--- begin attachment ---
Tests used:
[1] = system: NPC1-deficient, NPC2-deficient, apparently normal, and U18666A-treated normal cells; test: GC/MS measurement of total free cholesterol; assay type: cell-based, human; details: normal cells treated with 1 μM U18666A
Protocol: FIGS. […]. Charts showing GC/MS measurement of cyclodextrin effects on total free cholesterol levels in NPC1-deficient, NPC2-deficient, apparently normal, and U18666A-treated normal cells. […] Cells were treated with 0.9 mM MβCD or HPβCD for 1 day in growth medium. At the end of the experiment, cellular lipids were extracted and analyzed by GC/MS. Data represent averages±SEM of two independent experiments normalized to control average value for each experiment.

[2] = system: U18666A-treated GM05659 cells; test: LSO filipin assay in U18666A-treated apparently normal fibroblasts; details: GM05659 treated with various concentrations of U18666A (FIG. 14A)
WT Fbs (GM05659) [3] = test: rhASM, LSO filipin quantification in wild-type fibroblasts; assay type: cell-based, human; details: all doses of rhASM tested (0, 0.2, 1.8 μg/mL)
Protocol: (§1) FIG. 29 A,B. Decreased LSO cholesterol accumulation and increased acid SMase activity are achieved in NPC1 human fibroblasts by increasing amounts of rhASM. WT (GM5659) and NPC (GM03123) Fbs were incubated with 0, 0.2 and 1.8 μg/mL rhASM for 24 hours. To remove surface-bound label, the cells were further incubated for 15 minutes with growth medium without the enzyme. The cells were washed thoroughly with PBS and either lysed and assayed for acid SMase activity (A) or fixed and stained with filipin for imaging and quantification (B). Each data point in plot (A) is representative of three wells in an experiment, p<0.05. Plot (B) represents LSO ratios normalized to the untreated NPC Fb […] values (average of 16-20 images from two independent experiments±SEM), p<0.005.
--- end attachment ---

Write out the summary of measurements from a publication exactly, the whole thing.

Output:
Tests used:
[1] = system: NPC1-deficient, NPC2-deficient, apparently normal, and U18666A-treated normal cells; test: GC/MS measurement of total free cholesterol; assay type: cell-based, human; details: normal cells treated with 1 μM U18666A
Protocol: FIGS. […]. Charts showing GC/MS measurement of cyclodextrin effects on total free cholesterol levels in NPC1-deficient, NPC2-deficient, apparently normal, and U18666A-treated normal cells. […] Cells were treated with 0.9 mM MβCD or HPβCD for 1 day in growth medium. At the end of the experiment, cellular lipids were extracted and analyzed by GC/MS. Data represent averages±SEM of two independent experiments normalized to control average value for each experiment.

[2] = system: U18666A-treated GM05659 cells; test: LSO filipin assay in U18666A-treated apparently normal fibroblasts; details: GM05659 treated with various concentrations of U18666A (FIG. 14A)
WT Fbs (GM05659) [3] = test: rhASM, LSO filipin quantification in wild-type fibroblasts; assay type: cell-based, human; details: all doses of rhASM tested (0, 0.2, 1.8 μg/mL)
Protocol: (§1) FIG. 29 A,B. Decreased LSO cholesterol accumulation and increased acid SMase activity are achieved in NPC1 human fibroblasts by increasing amounts of rhASM. WT (GM5659) and NPC (GM03123) Fbs were incubated with 0, 0.2 and 1.8 μg/mL rhASM for 24 hours. To remove surface-bound label, the cells were further incubated for 15 minutes with growth medium without the enzyme. The cells were washed thoroughly with PBS and either lysed and assayed for acid SMase activity (A) or fixed and stained with filipin for imaging and quantification (B). Each data point in plot (A) is representative of three wells in an experiment, p<0.05. Plot (B) represents LSO ratios normalized to the untreated NPC Fb […] values (average of 16-20 images from two independent experiments±SEM), p<0.005.